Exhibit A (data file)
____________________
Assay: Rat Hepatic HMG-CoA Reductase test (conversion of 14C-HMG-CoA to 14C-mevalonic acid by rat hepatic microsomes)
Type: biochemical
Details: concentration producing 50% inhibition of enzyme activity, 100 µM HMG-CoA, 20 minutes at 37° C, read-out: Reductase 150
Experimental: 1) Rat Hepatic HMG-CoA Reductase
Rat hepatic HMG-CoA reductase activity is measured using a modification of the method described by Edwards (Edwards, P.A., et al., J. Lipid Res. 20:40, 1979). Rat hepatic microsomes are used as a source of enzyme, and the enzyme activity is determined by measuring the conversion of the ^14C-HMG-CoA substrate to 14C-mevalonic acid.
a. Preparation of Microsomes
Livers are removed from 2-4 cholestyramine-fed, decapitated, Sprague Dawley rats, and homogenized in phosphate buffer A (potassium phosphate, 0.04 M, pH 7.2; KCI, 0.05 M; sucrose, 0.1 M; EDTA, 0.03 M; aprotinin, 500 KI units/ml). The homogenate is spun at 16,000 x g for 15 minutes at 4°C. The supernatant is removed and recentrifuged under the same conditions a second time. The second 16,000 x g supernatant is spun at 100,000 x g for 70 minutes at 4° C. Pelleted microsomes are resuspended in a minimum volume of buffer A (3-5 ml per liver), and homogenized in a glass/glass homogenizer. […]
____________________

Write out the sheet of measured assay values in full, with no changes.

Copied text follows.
Assay: Rat Hepatic HMG-CoA Reductase test (conversion of 14C-HMG-CoA to 14C-mevalonic acid by rat hepatic microsomes)
Type: biochemical
Details: concentration producing 50% inhibition of enzyme activity, 100 µM HMG-CoA, 20 minutes at 37° C, read-out: Reductase 150
Experimental: 1) Rat Hepatic HMG-CoA Reductase
Rat hepatic HMG-CoA reductase activity is measured using a modification of the method described by Edwards (Edwards, P.A., et al., J. Lipid Res. 20:40, 1979). Rat hepatic microsomes are used as a source of enzyme, and the enzyme activity is determined by measuring the conversion of the ^14C-HMG-CoA substrate to 14C-mevalonic acid.
a. Preparation of Microsomes
Livers are removed from 2-4 cholestyramine-fed, decapitated, Sprague Dawley rats, and homogenized in phosphate buffer A (potassium phosphate, 0.04 M, pH 7.2; KCI, 0.05 M; sucrose, 0.1 M; EDTA, 0.03 M; aprotinin, 500 KI units/ml). The homogenate is spun at 16,000 x g for 15 minutes at 4°C. The supernatant is removed and recentrifuged under the same conditions a second time. The second 16,000 x g supernatant is spun at 100,000 x g for 70 minutes at 4° C. Pelleted microsomes are resuspended in a minimum volume of buffer A (3-5 ml per liver), and homogenized in a glass/glass homogenizer. […]